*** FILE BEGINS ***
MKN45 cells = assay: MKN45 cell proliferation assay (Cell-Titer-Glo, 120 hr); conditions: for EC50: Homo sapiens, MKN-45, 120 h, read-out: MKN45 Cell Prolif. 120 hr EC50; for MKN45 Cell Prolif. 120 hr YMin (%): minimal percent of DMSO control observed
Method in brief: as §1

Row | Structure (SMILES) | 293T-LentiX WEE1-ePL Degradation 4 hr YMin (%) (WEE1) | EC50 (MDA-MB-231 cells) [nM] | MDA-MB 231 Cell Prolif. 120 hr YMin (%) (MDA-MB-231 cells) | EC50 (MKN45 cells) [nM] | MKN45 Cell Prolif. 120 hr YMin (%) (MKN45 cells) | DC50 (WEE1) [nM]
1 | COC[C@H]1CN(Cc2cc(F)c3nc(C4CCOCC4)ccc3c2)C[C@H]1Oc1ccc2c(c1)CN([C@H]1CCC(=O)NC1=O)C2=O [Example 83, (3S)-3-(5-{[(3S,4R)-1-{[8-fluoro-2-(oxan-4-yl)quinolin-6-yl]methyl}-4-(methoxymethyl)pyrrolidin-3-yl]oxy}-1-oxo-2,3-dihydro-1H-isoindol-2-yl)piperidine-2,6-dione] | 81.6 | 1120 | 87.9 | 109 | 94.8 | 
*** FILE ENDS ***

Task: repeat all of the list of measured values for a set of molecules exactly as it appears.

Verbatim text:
MKN45 cells = assay: MKN45 cell proliferation assay (Cell-Titer-Glo, 120 hr); conditions: for EC50: Homo sapiens, MKN-45, 120 h, read-out: MKN45 Cell Prolif. 120 hr EC50; for MKN45 Cell Prolif. 120 hr YMin (%): minimal percent of DMSO control observed
Method in brief: as §1

Row | Structure (SMILES) | 293T-LentiX WEE1-ePL Degradation 4 hr YMin (%) (WEE1) | EC50 (MDA-MB-231 cells) [nM] | MDA-MB 231 Cell Prolif. 120 hr YMin (%) (MDA-MB-231 cells) | EC50 (MKN45 cells) [nM] | MKN45 Cell Prolif. 120 hr YMin (%) (MKN45 cells) | DC50 (WEE1) [nM]
1 | COC[C@H]1CN(Cc2cc(F)c3nc(C4CCOCC4)ccc3c2)C[C@H]1Oc1ccc2c(c1)CN([C@H]1CCC(=O)NC1=O)C2=O [Example 83, (3S)-3-(5-{[(3S,4R)-1-{[8-fluoro-2-(oxan-4-yl)quinolin-6-yl]methyl}-4-(methoxymethyl)pyrrolidin-3-yl]oxy}-1-oxo-2,3-dihydro-1H-isoindol-2-yl)piperidine-2,6-dione] | 81.6 | 1120 | 87.9 | 109 | 94.8 | 